New Year’s Resolutions often hold up through January for many people, but by February most resolutions have fallen by the wayside. On the other hand, I choose resolutions that I am motivated to keep. In my case, my resolutions are centered on two things. The first has to do with my pedometer. I always attempt to increase the number of steps on my pedometer and hope to make it a routine to achieve 10,000 or more steps per day. The second is in regards to reading more books which includes my participation in several www.bookcrossing.com challenges. I have, however, added another resolution this year. That resolution is to finish a needlepoint canvas that I purchased when Rink’s was going out of business (approximately 1981). It has been moved many times over the years, but I just never found the time to really work on it.
As the year 2012 ended, I had become a slacking pedometer geek. My steps decreased in December to less than 80,000 steps (I also happened to lose my pedometer midway through the month, though, which affected my step count, but I digress). In January, I had a new pedometer and managed to make over 96,000 steps for the month. It is a slight improvement over December’s dismal results, and it will be, hopefully, the worst month of 2013. I hope to see improvement with each succeeding month. Already February is shaping up to be better with higher pedometer totals.
Fortunately, with my resolution to read more books (or at least as many as last year), I have had better results. In January I read (completed) ten books. They were of various genres, and included both fiction and nonfiction. The diverse set of reads included suspense-thrillers, romance (erotic and historical), memoir, YA, and general fiction. Of these, several of them were part of the SIY (set-it-yourself) bookcrossing challenge. I have chosen to read fourteen books this quarter, and four of them were completed from this list. For my pages-read bookcrossing challenge I managed to read 2942 pages of my goal of 25,000 pages for the year. This is a smaller goal than last year, but this is due to the fact that I will be working on my needlepoint project.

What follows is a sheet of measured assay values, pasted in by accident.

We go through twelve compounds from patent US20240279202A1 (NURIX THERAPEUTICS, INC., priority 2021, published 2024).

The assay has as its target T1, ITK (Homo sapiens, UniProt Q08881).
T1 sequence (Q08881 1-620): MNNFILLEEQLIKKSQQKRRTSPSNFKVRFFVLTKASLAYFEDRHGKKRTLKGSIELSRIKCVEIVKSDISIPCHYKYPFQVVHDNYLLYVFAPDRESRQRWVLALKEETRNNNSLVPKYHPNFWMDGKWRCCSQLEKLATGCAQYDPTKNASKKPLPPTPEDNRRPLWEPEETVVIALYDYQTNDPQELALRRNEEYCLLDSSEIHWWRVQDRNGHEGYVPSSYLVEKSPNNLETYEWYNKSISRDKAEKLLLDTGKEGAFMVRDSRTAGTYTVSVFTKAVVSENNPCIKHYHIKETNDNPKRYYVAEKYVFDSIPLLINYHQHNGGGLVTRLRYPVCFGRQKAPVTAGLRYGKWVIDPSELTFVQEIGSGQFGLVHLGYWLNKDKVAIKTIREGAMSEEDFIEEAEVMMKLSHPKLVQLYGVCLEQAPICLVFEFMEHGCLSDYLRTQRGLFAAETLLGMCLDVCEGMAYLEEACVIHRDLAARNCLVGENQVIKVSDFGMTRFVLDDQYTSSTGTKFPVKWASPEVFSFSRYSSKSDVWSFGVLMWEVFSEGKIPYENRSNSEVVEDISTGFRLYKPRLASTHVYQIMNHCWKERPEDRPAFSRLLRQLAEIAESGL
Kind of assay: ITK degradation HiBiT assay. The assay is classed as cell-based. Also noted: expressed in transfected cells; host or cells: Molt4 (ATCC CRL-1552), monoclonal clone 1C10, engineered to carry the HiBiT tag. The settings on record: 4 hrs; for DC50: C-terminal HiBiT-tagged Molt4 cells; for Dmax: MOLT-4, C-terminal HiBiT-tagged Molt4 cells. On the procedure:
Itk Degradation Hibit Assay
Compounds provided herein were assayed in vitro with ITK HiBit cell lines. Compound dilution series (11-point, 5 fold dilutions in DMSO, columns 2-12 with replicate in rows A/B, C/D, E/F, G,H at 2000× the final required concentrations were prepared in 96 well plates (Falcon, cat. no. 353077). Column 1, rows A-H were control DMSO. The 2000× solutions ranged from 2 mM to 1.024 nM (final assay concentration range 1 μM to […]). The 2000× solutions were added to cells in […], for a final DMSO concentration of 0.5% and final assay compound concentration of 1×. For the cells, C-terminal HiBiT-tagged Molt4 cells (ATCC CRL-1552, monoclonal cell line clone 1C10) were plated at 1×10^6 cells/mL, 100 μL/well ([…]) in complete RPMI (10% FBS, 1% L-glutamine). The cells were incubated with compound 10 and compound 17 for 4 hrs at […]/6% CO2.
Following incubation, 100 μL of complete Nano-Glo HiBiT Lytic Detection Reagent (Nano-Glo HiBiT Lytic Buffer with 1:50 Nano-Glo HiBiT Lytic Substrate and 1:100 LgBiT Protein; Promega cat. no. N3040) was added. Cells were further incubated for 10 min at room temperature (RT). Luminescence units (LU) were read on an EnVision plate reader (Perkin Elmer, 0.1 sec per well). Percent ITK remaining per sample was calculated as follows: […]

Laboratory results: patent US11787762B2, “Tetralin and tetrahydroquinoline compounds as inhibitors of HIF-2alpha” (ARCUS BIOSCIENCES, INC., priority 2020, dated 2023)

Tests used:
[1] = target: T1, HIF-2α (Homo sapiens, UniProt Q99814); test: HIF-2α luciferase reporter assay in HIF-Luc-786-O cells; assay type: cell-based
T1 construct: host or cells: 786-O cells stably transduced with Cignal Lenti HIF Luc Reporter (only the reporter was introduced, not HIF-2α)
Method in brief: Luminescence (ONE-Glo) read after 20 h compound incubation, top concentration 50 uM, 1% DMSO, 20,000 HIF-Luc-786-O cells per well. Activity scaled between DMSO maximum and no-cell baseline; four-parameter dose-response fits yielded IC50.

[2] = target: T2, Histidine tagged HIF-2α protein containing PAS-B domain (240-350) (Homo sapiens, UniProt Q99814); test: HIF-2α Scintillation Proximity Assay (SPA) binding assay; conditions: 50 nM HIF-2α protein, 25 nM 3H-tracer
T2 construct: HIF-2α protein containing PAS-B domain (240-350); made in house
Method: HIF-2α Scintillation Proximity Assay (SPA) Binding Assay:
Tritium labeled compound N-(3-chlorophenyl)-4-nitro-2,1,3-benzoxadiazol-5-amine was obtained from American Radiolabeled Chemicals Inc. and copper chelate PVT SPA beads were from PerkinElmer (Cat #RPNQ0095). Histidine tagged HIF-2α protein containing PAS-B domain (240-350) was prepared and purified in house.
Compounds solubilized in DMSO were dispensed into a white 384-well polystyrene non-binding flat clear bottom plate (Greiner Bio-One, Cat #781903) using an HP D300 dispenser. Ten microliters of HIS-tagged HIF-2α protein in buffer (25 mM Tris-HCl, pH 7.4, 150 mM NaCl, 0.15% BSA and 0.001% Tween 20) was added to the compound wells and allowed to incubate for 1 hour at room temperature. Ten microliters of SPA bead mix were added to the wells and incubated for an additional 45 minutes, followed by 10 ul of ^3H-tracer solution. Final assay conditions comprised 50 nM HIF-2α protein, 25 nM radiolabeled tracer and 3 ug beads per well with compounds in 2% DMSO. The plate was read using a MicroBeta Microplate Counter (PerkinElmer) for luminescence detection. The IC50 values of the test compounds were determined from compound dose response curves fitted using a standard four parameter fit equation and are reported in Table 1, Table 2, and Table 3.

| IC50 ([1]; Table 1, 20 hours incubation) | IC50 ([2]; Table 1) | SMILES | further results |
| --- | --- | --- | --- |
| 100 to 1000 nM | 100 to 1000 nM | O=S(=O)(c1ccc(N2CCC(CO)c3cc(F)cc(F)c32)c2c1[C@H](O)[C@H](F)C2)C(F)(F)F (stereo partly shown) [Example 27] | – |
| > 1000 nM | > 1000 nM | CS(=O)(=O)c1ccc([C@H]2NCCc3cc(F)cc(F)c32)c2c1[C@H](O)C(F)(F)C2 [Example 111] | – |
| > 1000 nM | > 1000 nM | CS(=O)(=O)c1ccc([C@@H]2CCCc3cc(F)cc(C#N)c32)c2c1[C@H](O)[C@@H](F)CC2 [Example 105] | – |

In January, I finished the following books:
Stormy Weather by Carl Hiaasen *
Safe Haven by Nicholas Sparks
A Bridge for Passing by Pearl S. Buck *
Cutting for Stone by Abraham Verghese *
Alluring Tales—Hot Holiday Nights (short stories) by various authors
The Sugar Queen by Sarah Addison Allen
The Day the World Came to Town 9/11 by Jim DeFede *
Showtime (Marvelle #1) by Chloe Kayne
Her New Worst Enemy by Christy McKellen
Silent Mercy-a short story by Lori G. Armstrong